Electrochemical investigations were performed for corrosion of high strength low alloy carbon steel in neutral and basic brine solutions at temperatures around 30 °C. Thermodynamic modeling at these conditions predicted that HS- would be the dominant species for dissolved H2S at basic pH and would increase in concentration at constant H2S partial pressure with increasing pH. Undissociated H2S was predicted to increase in concentration with increasing solution temperature, but was not expected to vary greatly with solution pH. Initial measurements using impedance spectroscopy after 60 hours of exposure found that while the impedance magnitude increased with decreasing sulfide concentration and increasing solution pH, the phase angle behavior was relatively unchanged. There was a significant shift in the high frequency phase angle when sulfide-free solution was tested. When the rate of stirring was decreased, LPR slopes for the cathodic polarization remained unchanged for sulfide-containing solutions but increased in slope for sulfide-free solution. Initial results suggest that the presence of dissolved H2S may affect the cathodic reaction mechanism beyond simply reducing the solution pH.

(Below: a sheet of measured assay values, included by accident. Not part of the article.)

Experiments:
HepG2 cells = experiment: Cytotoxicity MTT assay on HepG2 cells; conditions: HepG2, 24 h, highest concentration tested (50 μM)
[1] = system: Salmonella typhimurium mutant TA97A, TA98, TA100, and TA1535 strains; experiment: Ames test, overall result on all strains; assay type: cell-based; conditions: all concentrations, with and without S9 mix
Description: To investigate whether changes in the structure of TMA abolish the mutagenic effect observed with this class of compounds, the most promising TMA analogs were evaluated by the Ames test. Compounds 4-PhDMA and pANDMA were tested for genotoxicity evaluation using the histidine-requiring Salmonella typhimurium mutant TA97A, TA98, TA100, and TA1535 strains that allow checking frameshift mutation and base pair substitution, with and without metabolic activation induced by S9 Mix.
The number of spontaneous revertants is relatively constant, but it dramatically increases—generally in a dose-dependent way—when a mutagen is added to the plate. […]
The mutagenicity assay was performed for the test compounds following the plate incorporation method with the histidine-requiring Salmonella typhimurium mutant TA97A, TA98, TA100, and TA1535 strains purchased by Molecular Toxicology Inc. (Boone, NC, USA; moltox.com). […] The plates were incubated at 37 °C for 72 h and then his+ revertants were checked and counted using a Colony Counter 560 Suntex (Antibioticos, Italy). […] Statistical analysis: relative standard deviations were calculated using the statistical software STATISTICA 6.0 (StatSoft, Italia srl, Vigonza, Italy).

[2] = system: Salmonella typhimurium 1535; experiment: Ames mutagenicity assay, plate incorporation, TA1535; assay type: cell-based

|Original language||English (US)|
|Journal||NACE - International Corrosion Conference Series|
|State||Published - Jan 1 2014|
All Science Journal Classification (ASJC) codes
- Chemical Engineering(all)
- Materials Science(all)